topics from revisions to Muse to joy and rejection. Many encouraging pieces
of wisdom to be had, so here are some highlights:
On characters: I generally do not think out plots or characters ahead of time.
I let things roll along. I do it because I am a reader before I am a writer. I want
my own writing to surprise me, the way someone else’s book does.
On writing a novel: The first chapters are a slog, circling and re-circling again,
trying to find the right voice, the strength of the main character, the central
metaphor. Often the middle sags as I rethink, re-vision, try to re-adjust everything.
But by the time I round the next-to-final curve in the road, when I can almost see
the tape at the end of the run, I fling my virtual arms in the air and race to the
finish. If I ever write the perfect book, I’ll stop writing.
|By Jessica Brilli|
On the infamous Muse: Sometimes when you are writing, and are so
concentrated on what you are doing that you pay her little heed, she comes into
the room, looks over your shoulder, and breathes softly in your ear. It is a tickle,
like baby’s breath, and could be mistaken for a shift in the internal wind in the
room. And you won’t know she’s been there, not until minutes or days or weeks
or months or years later. You will think that what you put down was ordinary but
it turns out to be extraordinary. And that’s when you understand the Muse had
On writer vs. author: Now, I am one of those people who makes a distinction
between being a writer and being an author. A writer puts words on a page. An
author lives in story. A writer is conversant with the keyboard, the author with
character. We are talking here about the difference between desire and obsession;
between hobby and life.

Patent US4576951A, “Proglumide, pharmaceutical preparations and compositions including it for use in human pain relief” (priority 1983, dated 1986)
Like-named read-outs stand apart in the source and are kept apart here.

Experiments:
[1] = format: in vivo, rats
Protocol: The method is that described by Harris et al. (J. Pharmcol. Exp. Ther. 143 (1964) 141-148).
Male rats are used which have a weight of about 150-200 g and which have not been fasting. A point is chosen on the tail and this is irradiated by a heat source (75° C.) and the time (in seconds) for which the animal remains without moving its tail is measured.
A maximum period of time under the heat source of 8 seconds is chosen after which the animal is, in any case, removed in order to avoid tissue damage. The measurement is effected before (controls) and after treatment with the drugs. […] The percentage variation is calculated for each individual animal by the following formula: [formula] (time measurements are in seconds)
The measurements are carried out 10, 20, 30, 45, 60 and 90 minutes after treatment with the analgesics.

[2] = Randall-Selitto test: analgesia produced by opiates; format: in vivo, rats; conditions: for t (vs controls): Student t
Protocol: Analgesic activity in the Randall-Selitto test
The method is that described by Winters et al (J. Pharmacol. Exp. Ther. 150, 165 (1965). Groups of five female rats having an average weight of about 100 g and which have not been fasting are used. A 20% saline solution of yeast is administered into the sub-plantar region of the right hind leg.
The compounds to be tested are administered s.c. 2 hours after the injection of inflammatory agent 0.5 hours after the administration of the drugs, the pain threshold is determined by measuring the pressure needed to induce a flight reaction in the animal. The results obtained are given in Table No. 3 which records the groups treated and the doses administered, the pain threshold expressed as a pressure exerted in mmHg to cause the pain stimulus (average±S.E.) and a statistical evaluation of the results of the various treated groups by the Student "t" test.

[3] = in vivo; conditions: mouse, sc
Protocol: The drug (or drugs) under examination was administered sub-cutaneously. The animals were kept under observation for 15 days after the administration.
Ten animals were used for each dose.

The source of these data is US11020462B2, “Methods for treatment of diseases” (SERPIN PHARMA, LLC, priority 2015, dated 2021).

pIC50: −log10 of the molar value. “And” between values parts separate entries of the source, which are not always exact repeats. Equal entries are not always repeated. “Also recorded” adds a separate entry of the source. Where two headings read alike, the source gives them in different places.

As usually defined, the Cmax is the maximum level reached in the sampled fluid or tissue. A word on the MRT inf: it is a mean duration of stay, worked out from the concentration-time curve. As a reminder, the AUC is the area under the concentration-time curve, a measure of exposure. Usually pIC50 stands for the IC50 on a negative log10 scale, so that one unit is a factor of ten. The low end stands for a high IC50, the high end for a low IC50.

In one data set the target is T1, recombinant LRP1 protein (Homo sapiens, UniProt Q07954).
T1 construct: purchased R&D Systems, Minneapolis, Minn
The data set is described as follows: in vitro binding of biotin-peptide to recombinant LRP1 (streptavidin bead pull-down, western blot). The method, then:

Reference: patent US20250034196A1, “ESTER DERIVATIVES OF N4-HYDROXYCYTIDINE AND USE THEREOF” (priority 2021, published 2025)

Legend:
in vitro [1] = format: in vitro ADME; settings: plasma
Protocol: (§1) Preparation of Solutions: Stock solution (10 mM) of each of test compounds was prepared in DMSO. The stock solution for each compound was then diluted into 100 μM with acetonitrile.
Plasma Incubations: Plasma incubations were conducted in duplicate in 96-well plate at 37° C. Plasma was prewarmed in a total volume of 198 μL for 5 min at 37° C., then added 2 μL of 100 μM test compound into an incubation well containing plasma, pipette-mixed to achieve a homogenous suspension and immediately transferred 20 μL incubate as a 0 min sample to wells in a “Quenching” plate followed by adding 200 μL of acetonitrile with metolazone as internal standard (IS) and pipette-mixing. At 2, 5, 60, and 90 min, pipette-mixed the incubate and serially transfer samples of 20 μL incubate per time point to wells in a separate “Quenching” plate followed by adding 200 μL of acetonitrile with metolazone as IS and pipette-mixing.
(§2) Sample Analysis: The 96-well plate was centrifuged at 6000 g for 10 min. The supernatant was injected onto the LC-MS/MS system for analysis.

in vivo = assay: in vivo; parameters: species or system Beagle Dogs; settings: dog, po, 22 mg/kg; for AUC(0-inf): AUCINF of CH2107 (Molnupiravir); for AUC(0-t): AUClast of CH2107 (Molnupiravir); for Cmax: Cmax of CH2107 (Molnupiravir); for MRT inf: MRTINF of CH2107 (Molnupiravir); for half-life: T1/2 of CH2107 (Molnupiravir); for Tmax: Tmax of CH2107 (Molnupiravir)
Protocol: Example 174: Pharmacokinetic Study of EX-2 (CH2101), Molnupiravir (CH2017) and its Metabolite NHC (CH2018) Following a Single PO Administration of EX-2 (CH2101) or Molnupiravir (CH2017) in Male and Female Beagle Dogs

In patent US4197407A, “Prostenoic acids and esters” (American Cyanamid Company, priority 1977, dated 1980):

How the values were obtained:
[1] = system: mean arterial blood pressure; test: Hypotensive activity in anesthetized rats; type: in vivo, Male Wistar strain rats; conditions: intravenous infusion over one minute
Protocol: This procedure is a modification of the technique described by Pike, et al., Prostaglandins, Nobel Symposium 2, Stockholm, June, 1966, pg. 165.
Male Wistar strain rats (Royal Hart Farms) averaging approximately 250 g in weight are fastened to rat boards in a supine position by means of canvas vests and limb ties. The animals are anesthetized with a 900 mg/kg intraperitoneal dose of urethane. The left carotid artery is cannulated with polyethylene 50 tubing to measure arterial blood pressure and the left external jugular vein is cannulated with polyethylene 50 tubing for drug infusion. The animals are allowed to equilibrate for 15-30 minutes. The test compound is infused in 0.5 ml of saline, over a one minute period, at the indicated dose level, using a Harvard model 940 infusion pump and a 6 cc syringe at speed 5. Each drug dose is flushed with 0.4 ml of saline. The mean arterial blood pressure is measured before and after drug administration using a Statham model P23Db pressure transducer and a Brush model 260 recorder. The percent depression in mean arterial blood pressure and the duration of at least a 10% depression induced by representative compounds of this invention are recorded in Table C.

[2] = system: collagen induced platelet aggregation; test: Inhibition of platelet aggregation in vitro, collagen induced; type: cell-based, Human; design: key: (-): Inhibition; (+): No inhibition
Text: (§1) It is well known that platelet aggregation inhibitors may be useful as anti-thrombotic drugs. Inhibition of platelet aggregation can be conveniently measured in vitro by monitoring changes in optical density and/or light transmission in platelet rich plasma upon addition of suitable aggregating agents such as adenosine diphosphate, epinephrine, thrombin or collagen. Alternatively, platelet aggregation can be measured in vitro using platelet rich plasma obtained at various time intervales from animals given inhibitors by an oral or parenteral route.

On revisions: Letting go of your golden words, your little gifts, your special
children, may be the hardest thing in the world. We all want to be perfect on our
first or fourth or twenty-seventh try. To revise something is to admit that you
made a mistake—alright, you made many mistakes—in your work. No one likes
to believe that. In fact, we worry that if we change something, we will only make
it worse. After all, when we begin a piece, we do it with a rush of energy, power,
joy. Revision can be thus seen as an act of deliberate destruction, cruelty
Take a story or chapter and break it up into breath spaces as if it’s a poem. Write it
down that way. You will very quickly see where you have overwritten a piece,
where your repetition is not helpful but just a mistake. When you see a cliché on a
single line, it leaps out, grabs you by the throat, threatening to silence you.
A writer has many successes:
Each new word captured.
Each completed sentence.
Each rounded paragraph leading into the next.
Each idea that sustains and then develops.
Each character who, like a wayward adolescent, leaves home and finds a life.
Each new metaphor that, like the exact error it is, some how works.
Each new book that ends–and so begins.
Selling the piece is only an exclamation point, a spot of punctuation.